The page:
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Hi Guys!

Last weekend I had a chance to be part of Quality Excites conference in Gliwice.
Fantastic energy, creative people and willingness to learn and share – those are the features which make Quality Excites SOMETHING.

Location location

Gliwice is a city in Poland.
The conference itself took place in inspiring spot, surrounded by post-manufacture buildings, adapted into modern conference rooms. Well planned conference spaces, helpful service, air conditioning ( 🙂 ) made the location work.

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The crew

What makes QualityExcites (in Gliwice) and Test:Fest (in Wrocław) special is that they are free of charge. If the tester, developer or any other person REALLY, REALLY, REALLY wants to take part in it (and has a bit of luck) – he can. He has to ‘just’ invest own time to receive knowledge and motivation in return.

It was a unique opportunity to chat with enthusiastic testers, who create local test communities in Poland.

It was my first chance to attend Quality Excites, so I won’t compare it to previous editions.
I am  truly amazed by the event’s QUALITY. I could only imagine the amount of hard work and planning hours to achieve such result. I believe that all attendees felt warmly welcomed, knew where to go and what to expect next.
No one was hungry 🙂
Everyone had coffee 🙂
WELL DONE Future Processing!!!

Me – the speaker

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I was not only the conference attendee, but I was also a speaker! They’ ve chosen me to run a panel “How to become Jedi Master“. (Lady Vader strikes back 😀 )

When I saw it in conference’s agenda – together with two other presentations and a workshop – I was both excited (because it was my panel yey!) and rather not very optimistic about the number of people coming to talk with me about Agile.

However…

Suprise! Suprise!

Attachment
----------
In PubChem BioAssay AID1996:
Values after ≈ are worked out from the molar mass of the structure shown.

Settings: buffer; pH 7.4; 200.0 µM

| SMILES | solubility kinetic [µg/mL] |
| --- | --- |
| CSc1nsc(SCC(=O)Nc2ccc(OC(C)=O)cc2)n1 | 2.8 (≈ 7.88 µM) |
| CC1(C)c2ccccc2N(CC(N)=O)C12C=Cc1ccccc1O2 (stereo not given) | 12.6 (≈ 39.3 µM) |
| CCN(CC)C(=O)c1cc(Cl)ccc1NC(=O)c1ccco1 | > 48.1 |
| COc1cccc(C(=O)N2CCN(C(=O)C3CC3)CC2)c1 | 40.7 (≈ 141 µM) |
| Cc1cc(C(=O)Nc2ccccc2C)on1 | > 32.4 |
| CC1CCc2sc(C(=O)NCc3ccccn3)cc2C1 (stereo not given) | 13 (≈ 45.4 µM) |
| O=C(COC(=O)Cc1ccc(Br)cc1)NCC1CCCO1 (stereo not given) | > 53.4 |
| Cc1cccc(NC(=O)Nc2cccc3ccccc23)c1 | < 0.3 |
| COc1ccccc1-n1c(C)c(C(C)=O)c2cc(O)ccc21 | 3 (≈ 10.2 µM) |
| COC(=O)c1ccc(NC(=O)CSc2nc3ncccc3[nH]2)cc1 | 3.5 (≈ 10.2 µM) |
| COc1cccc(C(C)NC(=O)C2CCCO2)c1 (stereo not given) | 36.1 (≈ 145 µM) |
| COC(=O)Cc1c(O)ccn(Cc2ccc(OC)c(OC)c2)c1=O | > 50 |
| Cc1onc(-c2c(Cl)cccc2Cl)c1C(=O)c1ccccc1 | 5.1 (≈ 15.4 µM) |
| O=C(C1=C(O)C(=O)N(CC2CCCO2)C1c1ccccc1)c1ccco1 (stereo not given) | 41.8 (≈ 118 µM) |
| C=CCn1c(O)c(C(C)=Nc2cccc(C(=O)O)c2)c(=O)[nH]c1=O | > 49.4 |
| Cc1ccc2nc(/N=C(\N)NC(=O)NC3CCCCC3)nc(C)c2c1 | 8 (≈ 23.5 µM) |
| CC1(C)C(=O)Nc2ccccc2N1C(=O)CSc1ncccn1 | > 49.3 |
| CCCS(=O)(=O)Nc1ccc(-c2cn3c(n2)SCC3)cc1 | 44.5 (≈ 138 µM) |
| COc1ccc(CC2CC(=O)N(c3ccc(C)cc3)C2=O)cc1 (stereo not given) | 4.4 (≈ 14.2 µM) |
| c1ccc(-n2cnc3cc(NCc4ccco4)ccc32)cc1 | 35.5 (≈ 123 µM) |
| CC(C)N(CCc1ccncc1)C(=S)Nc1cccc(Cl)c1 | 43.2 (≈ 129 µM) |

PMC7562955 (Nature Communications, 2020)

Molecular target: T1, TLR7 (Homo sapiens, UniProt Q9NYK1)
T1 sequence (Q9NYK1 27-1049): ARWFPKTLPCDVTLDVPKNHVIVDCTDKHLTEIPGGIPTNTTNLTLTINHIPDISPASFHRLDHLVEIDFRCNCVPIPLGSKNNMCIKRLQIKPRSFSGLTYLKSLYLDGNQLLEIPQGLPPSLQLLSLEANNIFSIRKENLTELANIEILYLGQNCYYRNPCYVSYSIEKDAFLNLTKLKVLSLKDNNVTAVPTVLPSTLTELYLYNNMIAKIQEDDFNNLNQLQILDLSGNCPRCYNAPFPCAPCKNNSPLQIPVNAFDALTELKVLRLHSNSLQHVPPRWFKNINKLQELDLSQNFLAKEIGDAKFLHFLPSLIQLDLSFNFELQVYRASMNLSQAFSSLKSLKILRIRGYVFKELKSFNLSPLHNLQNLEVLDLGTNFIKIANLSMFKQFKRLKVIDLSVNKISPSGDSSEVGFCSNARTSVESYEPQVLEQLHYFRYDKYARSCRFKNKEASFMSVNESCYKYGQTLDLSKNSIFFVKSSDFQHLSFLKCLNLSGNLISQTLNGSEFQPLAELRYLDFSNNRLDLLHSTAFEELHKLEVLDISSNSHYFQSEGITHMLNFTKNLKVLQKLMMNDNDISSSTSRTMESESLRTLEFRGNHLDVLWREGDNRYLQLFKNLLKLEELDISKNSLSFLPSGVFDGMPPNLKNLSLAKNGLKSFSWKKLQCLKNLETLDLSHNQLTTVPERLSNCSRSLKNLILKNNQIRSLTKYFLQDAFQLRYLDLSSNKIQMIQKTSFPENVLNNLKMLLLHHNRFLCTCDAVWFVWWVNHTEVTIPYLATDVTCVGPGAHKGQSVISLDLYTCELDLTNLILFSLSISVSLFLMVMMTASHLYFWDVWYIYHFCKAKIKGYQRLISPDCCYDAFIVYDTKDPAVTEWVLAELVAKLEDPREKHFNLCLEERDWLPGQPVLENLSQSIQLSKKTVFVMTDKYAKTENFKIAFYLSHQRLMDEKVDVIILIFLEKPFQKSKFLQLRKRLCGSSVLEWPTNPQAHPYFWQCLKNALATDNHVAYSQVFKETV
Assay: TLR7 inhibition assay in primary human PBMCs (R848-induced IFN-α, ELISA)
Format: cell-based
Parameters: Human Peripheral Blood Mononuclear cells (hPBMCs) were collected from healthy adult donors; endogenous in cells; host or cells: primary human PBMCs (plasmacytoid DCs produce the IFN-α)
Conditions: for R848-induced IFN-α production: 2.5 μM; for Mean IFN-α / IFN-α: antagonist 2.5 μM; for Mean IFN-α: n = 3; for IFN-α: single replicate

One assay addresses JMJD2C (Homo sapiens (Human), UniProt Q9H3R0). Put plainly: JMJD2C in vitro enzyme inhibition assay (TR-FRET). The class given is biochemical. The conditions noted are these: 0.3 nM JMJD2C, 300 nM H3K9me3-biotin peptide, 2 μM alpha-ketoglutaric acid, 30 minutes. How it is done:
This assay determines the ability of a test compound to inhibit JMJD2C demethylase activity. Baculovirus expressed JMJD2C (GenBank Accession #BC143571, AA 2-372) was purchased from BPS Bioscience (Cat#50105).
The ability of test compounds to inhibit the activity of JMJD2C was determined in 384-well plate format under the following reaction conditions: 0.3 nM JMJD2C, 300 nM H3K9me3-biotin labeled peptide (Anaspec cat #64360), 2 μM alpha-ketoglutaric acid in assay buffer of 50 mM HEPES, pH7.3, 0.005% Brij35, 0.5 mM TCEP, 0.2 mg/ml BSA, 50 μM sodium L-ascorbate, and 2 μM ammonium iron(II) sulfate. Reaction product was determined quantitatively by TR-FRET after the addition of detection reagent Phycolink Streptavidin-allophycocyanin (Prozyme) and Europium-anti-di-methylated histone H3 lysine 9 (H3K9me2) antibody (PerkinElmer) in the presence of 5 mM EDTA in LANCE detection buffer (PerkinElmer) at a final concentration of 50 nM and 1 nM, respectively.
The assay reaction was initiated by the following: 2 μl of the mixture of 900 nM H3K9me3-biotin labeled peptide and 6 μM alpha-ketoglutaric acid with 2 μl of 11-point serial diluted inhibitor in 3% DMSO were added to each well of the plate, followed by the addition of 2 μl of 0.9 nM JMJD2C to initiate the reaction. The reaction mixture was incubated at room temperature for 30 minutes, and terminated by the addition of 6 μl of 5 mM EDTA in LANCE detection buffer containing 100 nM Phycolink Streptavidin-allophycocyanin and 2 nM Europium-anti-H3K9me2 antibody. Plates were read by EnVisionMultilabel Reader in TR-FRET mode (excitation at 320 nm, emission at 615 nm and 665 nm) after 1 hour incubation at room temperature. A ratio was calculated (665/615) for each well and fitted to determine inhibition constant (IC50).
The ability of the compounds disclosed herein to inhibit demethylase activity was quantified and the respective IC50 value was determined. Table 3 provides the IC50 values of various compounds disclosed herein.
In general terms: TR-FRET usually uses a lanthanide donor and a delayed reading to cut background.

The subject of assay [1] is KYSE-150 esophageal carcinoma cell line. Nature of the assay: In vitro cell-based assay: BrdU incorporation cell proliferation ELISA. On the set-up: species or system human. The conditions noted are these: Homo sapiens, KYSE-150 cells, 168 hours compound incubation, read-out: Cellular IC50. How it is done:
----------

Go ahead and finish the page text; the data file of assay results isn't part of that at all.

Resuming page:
14 people came (sic!)
They were exchanging ideas … even arguing a bit.

IT WAS AWESOME !!!!!!!!

What was my discussion panel about?

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When a true Jedi Knight wants to become a Master, first he must answer three important questions: How to communicate in an agile team? How to on-board new hires in the project? How to share knowledge? Basically we were talking about Master Yoda and what he tells us about Agile. Obvious, isn’t it? 😀

After all, it was quite a nice discussion. Thank you, guys! – In some next post I’ll try to go deeper into this subject.

All the best

Quality Excites’ agenda consisted of vibrant workshops, panels and presentations. The pace was diverse, topics differed, so I believe that no one is disappointed.

There were several presentations about Agile, some about test automation and DevOps, what seems to be a hot topic nowadays.

I took part in several lecturers.

I loved keynote’s – Gáspár Nagy – “Behavior Driven Web UI Automation with Selenium and Cucumber/SpecFlow” the most – it was well presented, consistent and brought lots of useful ideas for better UI automation. Gáspár recommended his website bddaddict.com , so if you are interested in BDD – just browse.

One of my favorite speeches was Michał’s Buczko – “DevTest Pairing in DevOps” – during which I was able to acknowledge that: